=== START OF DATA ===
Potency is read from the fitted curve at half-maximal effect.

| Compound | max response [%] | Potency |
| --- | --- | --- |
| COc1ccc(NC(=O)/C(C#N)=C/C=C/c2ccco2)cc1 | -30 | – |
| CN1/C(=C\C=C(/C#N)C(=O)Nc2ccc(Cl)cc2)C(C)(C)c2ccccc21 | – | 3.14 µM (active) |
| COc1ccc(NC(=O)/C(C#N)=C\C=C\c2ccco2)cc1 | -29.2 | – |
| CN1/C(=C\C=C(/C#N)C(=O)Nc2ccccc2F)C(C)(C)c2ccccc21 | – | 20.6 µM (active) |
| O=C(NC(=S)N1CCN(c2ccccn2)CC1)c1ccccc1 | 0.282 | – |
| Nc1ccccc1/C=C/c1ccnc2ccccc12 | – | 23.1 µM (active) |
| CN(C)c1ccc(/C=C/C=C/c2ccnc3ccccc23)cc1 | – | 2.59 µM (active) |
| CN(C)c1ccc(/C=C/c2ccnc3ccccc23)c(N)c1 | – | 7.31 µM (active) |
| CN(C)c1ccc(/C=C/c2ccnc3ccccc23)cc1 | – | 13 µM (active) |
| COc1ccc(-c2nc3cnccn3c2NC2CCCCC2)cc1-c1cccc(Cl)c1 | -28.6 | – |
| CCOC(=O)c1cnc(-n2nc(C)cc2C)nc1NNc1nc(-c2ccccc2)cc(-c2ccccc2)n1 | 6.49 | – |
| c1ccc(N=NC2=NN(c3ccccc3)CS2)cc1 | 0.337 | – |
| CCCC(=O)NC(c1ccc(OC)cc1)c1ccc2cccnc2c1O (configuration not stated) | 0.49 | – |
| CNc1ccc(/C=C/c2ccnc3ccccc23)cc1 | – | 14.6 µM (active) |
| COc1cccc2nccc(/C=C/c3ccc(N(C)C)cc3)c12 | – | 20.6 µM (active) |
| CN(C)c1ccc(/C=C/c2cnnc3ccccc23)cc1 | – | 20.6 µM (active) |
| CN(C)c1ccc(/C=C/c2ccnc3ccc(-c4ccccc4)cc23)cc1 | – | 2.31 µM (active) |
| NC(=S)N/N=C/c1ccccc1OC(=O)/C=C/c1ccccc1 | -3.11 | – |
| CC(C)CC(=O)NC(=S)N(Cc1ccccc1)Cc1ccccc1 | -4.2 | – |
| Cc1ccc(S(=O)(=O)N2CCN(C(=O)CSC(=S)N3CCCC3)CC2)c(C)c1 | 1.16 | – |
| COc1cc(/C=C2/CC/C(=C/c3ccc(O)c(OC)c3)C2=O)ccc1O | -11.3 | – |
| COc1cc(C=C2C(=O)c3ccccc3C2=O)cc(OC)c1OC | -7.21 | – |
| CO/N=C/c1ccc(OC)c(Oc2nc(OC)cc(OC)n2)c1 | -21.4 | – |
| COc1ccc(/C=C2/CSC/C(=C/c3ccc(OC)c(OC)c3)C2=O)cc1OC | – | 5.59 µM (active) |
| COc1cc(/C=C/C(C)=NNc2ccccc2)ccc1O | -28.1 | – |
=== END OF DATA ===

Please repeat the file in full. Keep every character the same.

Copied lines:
Potency is read from the fitted curve at half-maximal effect.

| Compound | max response [%] | Potency |
| --- | --- | --- |
| COc1ccc(NC(=O)/C(C#N)=C/C=C/c2ccco2)cc1 | -30 | – |
| CN1/C(=C\C=C(/C#N)C(=O)Nc2ccc(Cl)cc2)C(C)(C)c2ccccc21 | – | 3.14 µM (active) |
| COc1ccc(NC(=O)/C(C#N)=C\C=C\c2ccco2)cc1 | -29.2 | – |
| CN1/C(=C\C=C(/C#N)C(=O)Nc2ccccc2F)C(C)(C)c2ccccc21 | – | 20.6 µM (active) |
| O=C(NC(=S)N1CCN(c2ccccn2)CC1)c1ccccc1 | 0.282 | – |
| Nc1ccccc1/C=C/c1ccnc2ccccc12 | – | 23.1 µM (active) |
| CN(C)c1ccc(/C=C/C=C/c2ccnc3ccccc23)cc1 | – | 2.59 µM (active) |
| CN(C)c1ccc(/C=C/c2ccnc3ccccc23)c(N)c1 | – | 7.31 µM (active) |
| CN(C)c1ccc(/C=C/c2ccnc3ccccc23)cc1 | – | 13 µM (active) |
| COc1ccc(-c2nc3cnccn3c2NC2CCCCC2)cc1-c1cccc(Cl)c1 | -28.6 | – |
| CCOC(=O)c1cnc(-n2nc(C)cc2C)nc1NNc1nc(-c2ccccc2)cc(-c2ccccc2)n1 | 6.49 | – |
| c1ccc(N=NC2=NN(c3ccccc3)CS2)cc1 | 0.337 | – |
| CCCC(=O)NC(c1ccc(OC)cc1)c1ccc2cccnc2c1O (configuration not stated) | 0.49 | – |
| CNc1ccc(/C=C/c2ccnc3ccccc23)cc1 | – | 14.6 µM (active) |
| COc1cccc2nccc(/C=C/c3ccc(N(C)C)cc3)c12 | – | 20.6 µM (active) |
| CN(C)c1ccc(/C=C/c2cnnc3ccccc23)cc1 | – | 20.6 µM (active) |
| CN(C)c1ccc(/C=C/c2ccnc3ccc(-c4ccccc4)cc23)cc1 | – | 2.31 µM (active) |
| NC(=S)N/N=C/c1ccccc1OC(=O)/C=C/c1ccccc1 | -3.11 | – |
| CC(C)CC(=O)NC(=S)N(Cc1ccccc1)Cc1ccccc1 | -4.2 | – |
| Cc1ccc(S(=O)(=O)N2CCN(C(=O)CSC(=S)N3CCCC3)CC2)c(C)c1 | 1.16 | – |
| COc1cc(/C=C2/CC/C(=C/c3ccc(O)c(OC)c3)C2=O)ccc1O | -11.3 | – |
| COc1cc(C=C2C(=O)c3ccccc3C2=O)cc(OC)c1OC | -7.21 | – |
| CO/N=C/c1ccc(OC)c(Oc2nc(OC)cc(OC)n2)c1 | -21.4 | – |
| COc1ccc(/C=C2/CSC/C(=C/c3ccc(OC)c(OC)c3)C2=O)cc1OC | – | 5.59 µM (active) |
| COc1cc(/C=C/C(C)=NNc2ccccc2)ccc1O | -28.1 | – |